One of the critical roles of auditors is that, they assure confidence to financial statements users about the reported information. Audit services have been critical to financial reporting quality since industrial revolution (that is, separation of ownership from management). However, the ability of auditors or audit firm to provide high audit quality capable of producing high financial reporting quality is attributed to some certain features of the audit firm, these features are auditor independence, audit compensation, audit firm type and size and joint audit services (DeAngelo, 1981 & Krishnan, 2003). For instance, Brown, Falaschetti and Orlando (2006) state that auditor independence improve the quality of financial disclosures based on the evidence from the recent governance scandals around the world. They further lament that a widely held belief emerged that letting auditors consult for audit-clients compromises auditors’ independence and thus diminishes the quality of earnings reports. This is also supported by most of the regulations; for instance it forms part of the provision of Sarbanes-Oxley (SOX) Act of 2002, which restricted auditors from providing non-audit services to their clients (Brown et al, 2006). On the other hand, auditor’s independence with regard non-audit services which lead to non-audit fees can improve the quality of financial reporting (Arrunada, 1999). According to him, if informational inputs for producing the audit services intersect those for producing the non-audit services, then the jointly producing audit and non-audit services can improve financial reporting quality by facilitating scope economies. However, managers are using their capacity to threaten auditors with the loss of non-audit business; in this regard, jointly producing audit and non-audit services increases the pressures the managers can place on auditors to endorse compromised financial statements (Arrunada, 1999).

Nigeria like other countries of the world witnessed corporate scandals and failures, such as Oceanic Bank, Societe Generale Bank, Savannah Bank and Cadbury Plc, which are not pointed by the financial reports in spite of the auditor’s endorsement. That financial reports are true and fair, and conform to the relevant rules and regulations; and the actual transactions. Building material firms are critical to the economic development of any country; this sector is not being given adequate attention in terms of researches on financial reporting quality particularly in relation to auditors’ characteristics. Specially, building material firms are characterized with heavy machineries, large volume of transactions and large volume of accruals. These features are potentials for hiding accounting irregularities, misstatements and earnings management, which affect financial reporting quality adversely. Therefore, the need for quality financial reports in the recent times and the negative consequences of poor quality reporting prompted the study of financial reporting quality of building material firms in Nigeria.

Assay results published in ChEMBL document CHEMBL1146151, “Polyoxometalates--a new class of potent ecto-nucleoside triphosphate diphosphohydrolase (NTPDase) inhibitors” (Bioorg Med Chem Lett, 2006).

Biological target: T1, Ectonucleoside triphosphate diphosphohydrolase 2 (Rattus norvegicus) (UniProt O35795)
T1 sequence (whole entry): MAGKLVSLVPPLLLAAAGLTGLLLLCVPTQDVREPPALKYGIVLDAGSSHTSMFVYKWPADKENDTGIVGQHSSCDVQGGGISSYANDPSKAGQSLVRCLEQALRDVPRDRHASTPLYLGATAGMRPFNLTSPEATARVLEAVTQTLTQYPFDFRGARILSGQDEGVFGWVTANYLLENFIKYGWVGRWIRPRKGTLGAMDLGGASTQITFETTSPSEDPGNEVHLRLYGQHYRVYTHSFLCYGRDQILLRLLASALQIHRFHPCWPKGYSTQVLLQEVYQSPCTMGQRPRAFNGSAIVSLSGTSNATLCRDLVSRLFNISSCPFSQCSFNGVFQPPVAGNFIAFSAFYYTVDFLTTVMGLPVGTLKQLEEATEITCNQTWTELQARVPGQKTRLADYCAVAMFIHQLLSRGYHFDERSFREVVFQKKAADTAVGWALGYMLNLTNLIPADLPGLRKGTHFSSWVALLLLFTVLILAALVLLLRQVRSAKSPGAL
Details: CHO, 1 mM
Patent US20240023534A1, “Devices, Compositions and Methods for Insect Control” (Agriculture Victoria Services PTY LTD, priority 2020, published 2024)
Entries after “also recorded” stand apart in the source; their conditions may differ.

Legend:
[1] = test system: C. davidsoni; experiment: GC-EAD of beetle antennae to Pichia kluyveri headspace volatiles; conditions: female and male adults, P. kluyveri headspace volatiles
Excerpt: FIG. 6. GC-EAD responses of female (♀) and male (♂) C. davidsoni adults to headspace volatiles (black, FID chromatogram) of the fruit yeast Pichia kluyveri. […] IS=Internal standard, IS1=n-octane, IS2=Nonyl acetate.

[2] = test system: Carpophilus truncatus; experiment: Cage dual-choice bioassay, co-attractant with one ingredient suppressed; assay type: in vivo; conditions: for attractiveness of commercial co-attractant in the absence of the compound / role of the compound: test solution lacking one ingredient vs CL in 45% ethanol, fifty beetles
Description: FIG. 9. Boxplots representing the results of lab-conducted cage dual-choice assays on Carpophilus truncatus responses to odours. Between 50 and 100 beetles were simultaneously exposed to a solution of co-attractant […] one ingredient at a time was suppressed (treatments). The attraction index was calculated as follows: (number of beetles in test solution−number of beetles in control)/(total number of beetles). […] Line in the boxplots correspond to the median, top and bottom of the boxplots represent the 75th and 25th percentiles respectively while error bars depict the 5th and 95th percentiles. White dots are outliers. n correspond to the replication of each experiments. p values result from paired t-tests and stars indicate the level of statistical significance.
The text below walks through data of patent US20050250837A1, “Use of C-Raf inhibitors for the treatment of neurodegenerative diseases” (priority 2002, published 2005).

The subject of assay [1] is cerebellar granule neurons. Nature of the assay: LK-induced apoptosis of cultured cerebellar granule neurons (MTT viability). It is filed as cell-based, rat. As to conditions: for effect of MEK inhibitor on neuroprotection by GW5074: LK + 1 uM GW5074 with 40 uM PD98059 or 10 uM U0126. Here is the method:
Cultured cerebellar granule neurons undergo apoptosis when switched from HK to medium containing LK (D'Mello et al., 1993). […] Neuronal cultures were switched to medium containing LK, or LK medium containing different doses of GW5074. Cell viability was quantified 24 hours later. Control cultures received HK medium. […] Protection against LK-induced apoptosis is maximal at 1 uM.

1.2       Statement of the problem

In recent years, corporate accounting scandals coupled by an outcry for transparency and integrity in financial reporting have given rise to two logical outcomes. Internal audit skills are now critical in resolving the complicated accounting manipulations which have muddled financial statements. In addition, public outcry for change and regulatory action has modified the face of corporate governance. As a result, the bar of ethical and legal scrutiny has been raised for agents of companies working for the principals. These outcomes are jointly responsible for addressing investors’ anxieties about the financial reporting system. However, laxity still exists in implementing these internal audit findings and recommendations. (Kinyua et al., 2018).

Financial reports are supposed to provide relevant information to the external parties of an organization. It is thus important that financial reports provide truthful and accurate financial information to enable shareholders and other interested parties to make decision wisely. Lack of accuracy in financial reporting will lead shareholders and prospective investors to make wrong judgment about the organization. Incidentally, the heavy reliance placed on accounting numbers (as it measures the direction of business entity as well as decision base by different users of accounting information, Kothari, et al., 2000; and Bello, 2010) has provided an incentive for managers to manipulate earnings to their own advantage. This manipulation that is not supposed to go unchecked by auditors has often led to the eventual collapse of firms of various sizes and even called to questions the integrity of auditors and characteristics of audit firms.